Michael Bay's frequently thrilling, completely bananas demolition derby, ''The Island," has Ewan McGregor and Scarlett Johansson playing unreasonably attractive clones who are shocked to learn they've been hatched in a lab.
Among the downsides to being pod people are that intimacy is a no-no, they have no sex drive, and their wardrobe consists only of snug-fitting black-and-white track suits and Puma sneakers.
Everybody in this utopia looks like a personal trainer at the George Lucas Stormtrooper gym. The upshot is that if you win the daily lottery, you get to stop toiling in the film's ultra-sanitary sets and retire to the Island, a tropical white-sand paradise, where, presumably, Ricardo Montalban and Herve Villechaize await.
Of course the premise of this movie, which is set in middle of the 21st century, is that the Island isn't remotely what the clones populating the Merrick Biotech plant have been led to believe. Indeed, when one elated lottery winner, a football star played by Michael Clarke Duncan, discovers his true, ghastly destination, he freaks out and tries to escape. Witnessing this ugly and eye-opening event is a clone named Lincoln Six Echo, played by McGregor in, ironically, one of his most warmly human modes.
Lincoln has been more curious about his sterile environment than his fellow drones. His questions worry the facility's director/shrink/sexy evil genius, Dr. Merrick (Sean Bean), who's even had to warn security to issue ''proximity alerts" whenever Lincoln gets near Johansson's Jordan Two Delta. Jordan is the woman for whom Lincoln has intense and therefore illegal feelings. When the lottery turns up her name, Lincoln rescues her from potential horrors, and together they flee the facility and experience the real world -- well, OK, Los Angeles. The place looks a lot like Detroit and is teeming with flying cars and mass-transit trains suspended high enough to make potential stops in the smog.
In this altered La-La land, the clones try to find their human counterparts and complain to them about the lab's inhuman treatment. Their search entails evading police and the bounty hunters (led by Djimon Hounsou) whom Merrick has hired to nab his ''products" and return them. This inspires a 90-minute spree of jaw-dropping near-death adventures that send McGregor and Johansson dangling off skyscrapers, plummeting many stories in large metallic props, and participating in a particularly exhilarating highway sequence, the brute force of which won't be topped anytime soon. Needless to say, it's much more exciting than anything happening in Merrick's lab.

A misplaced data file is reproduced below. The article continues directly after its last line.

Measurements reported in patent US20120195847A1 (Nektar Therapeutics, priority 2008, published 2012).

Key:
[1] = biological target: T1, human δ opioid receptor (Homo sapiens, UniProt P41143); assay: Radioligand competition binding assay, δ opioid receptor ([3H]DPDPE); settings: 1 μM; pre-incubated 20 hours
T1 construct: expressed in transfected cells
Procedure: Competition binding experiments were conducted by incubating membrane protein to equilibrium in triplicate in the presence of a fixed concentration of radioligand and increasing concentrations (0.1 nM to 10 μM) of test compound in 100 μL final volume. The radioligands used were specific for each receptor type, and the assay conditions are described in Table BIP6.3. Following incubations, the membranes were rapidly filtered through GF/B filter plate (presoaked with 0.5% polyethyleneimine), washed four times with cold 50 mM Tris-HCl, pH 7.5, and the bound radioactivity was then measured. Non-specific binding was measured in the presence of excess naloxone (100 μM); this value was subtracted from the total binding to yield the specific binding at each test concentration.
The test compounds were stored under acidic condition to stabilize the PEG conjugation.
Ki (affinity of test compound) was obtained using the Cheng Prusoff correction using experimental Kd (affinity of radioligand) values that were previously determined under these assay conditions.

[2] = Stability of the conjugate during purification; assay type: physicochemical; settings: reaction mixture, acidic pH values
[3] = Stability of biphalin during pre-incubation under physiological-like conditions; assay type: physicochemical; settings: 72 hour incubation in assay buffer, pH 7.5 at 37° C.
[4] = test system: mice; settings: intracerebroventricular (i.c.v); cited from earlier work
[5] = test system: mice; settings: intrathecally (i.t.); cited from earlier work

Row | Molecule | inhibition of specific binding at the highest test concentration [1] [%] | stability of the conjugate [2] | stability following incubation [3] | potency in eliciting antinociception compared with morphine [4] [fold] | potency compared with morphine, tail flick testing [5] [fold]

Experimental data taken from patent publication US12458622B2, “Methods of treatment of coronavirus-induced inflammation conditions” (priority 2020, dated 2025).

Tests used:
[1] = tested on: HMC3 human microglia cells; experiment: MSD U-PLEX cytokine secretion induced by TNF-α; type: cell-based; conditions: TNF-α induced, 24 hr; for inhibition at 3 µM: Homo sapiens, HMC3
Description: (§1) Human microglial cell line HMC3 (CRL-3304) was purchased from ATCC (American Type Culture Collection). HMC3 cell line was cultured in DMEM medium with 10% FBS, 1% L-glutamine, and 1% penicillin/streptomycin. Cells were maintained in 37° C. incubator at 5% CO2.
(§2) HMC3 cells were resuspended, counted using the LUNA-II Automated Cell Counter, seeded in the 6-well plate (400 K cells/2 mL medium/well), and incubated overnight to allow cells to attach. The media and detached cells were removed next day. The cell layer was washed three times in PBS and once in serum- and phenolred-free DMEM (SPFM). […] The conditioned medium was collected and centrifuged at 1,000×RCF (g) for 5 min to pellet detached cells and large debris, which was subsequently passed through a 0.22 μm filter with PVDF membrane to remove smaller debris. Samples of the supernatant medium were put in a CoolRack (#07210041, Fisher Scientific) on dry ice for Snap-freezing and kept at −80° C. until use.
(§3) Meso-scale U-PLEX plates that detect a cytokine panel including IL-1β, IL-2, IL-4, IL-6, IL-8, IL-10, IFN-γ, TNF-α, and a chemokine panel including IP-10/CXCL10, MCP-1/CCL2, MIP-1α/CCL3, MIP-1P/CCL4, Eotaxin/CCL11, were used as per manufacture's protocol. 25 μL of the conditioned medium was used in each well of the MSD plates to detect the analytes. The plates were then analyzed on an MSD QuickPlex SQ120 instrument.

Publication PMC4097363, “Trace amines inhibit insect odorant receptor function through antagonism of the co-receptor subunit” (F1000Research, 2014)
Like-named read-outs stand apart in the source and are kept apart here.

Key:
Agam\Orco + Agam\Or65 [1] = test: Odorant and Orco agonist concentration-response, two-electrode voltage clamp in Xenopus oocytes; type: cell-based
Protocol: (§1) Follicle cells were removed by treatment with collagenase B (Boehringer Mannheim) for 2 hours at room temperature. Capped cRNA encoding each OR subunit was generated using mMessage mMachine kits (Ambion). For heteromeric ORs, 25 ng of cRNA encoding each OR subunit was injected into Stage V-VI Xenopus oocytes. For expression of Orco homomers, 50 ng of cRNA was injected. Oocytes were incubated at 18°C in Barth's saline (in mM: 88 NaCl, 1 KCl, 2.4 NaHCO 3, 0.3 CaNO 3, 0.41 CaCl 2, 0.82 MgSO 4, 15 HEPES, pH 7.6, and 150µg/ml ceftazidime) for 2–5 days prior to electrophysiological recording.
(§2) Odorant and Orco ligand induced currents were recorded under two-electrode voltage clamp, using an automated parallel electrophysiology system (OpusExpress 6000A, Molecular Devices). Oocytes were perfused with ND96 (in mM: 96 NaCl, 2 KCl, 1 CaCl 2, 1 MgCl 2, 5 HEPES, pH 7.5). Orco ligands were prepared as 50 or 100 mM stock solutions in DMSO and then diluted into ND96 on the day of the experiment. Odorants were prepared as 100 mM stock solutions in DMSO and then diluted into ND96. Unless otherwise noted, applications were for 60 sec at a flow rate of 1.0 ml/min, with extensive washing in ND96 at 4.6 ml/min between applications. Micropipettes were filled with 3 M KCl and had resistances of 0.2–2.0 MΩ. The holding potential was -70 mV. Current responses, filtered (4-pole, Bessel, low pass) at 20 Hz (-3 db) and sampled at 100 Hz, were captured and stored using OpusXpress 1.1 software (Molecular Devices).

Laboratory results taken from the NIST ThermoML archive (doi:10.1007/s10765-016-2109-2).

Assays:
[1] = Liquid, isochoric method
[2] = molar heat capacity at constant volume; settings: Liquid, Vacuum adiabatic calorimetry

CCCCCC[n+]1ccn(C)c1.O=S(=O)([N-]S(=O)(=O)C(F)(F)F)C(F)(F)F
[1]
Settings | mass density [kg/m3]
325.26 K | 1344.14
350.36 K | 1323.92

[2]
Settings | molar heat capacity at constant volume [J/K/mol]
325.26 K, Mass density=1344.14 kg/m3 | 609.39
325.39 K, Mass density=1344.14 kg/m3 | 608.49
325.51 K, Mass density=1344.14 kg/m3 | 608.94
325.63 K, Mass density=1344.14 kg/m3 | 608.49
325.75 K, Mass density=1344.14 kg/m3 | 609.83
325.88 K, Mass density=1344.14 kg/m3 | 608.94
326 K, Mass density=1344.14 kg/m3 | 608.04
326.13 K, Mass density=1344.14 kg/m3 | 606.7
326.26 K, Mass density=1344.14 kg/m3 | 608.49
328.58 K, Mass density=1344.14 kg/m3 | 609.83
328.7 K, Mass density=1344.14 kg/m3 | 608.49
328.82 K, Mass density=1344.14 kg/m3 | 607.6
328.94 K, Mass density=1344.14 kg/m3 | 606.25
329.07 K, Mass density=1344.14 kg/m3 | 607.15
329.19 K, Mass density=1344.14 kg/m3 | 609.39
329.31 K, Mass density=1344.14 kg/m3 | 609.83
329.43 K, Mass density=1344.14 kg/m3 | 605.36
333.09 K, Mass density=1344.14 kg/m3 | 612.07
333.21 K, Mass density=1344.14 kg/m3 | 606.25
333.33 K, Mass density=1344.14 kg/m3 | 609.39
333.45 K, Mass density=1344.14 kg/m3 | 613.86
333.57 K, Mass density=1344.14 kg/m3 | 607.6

Jordan Two Delta has a tough time believing she's a real clone until she sees herself, tellingly enough, in a Calvin Klein ad, the very ones Johansson has actually starred in. The clone's owner is called Sarah Jordan, which appears to be the movie's way of approximating ''Scarlett Johansson." When Lincoln meets his owner, things get even more enjoyably in-jokey.
Johansson's skin gets more beautifully milky with each sequence, and I'm pleased to report that, having ditched the tracksuit, she accomplishes her stunts sporting low-slung jeans, pointy black boots, and a French manicure. This is the sort of perplexing ridiculousness that is among Bay's specialties. In his last movie, ''Bad Boys II," he orchestrated a sequence in which a Hummer destroyed an entire Cuban ghetto. Prior to that, he managed to flatten one of the most harrowing chapters of World War II into a corny comic strip called ''Pearl Harbor."
But Bay's strength as a filmmaker, the reason his superficial yet entertaining productions can never be completely ignored, is that he appears to lack shame. He'll blow anything up and run anybody over. The moral complexities don't matter to him. He just wants to stage spectacles, appreciate very good-looking people, and assert his cowboy aesthetic.
This brings Bay close to his cinematic forebear, Leni Riefenstahl, the auteur who made movies under the Third Reich and had a blind spot in moral matters, while ensuring that her interest in staged order and physical perfection neatly aligned with her fascist backers' interests in self-promotion. Bay's lust for choreographed mayhem is the opposite of Riefenstahl's affinity for control. In both cases, there isn't a lot of room for ideas to blossom.
The movie, whose script is credited to Alex Kurtzman, Roberto Orci, and Caspian Tredwell-Owen, musters only a passing disdain for the perils of cloning, while the false promise of the Island stirs an eerie Holocaust metaphor. But the social and moral questions are merely springboards for Bay to play action-pornographer. When nothing is being hurtled or detonated (as is the case with the first 40 minutes of ''The Island"), his movies are inert. Human beings make vague impressions on Bay -- Steve Buscemi, who's very funny in a brief role as a worker at the cloning plant, is someone the director seems to like. Otherwise, people aren't people to Bay unless they're being flung toward the screen.
In places, ''The Island" makes overtures to the totalitarianism in Stanley Kubrick's ''A Clockwork Orange." And it bears more than a passing resemblance to ''Logan's Run," that 1976 sci-fi adventure about a man and a woman who flee Elysian climes to avoid being killed on their 30th birthdays. More often though, ''The Island" often feels like a series of epic television commercials that leave you wanting to buy something expensive, ridiculous, and unnecessary -- like a copy of yourself.
Wesley Morris can be reached at email@example.com.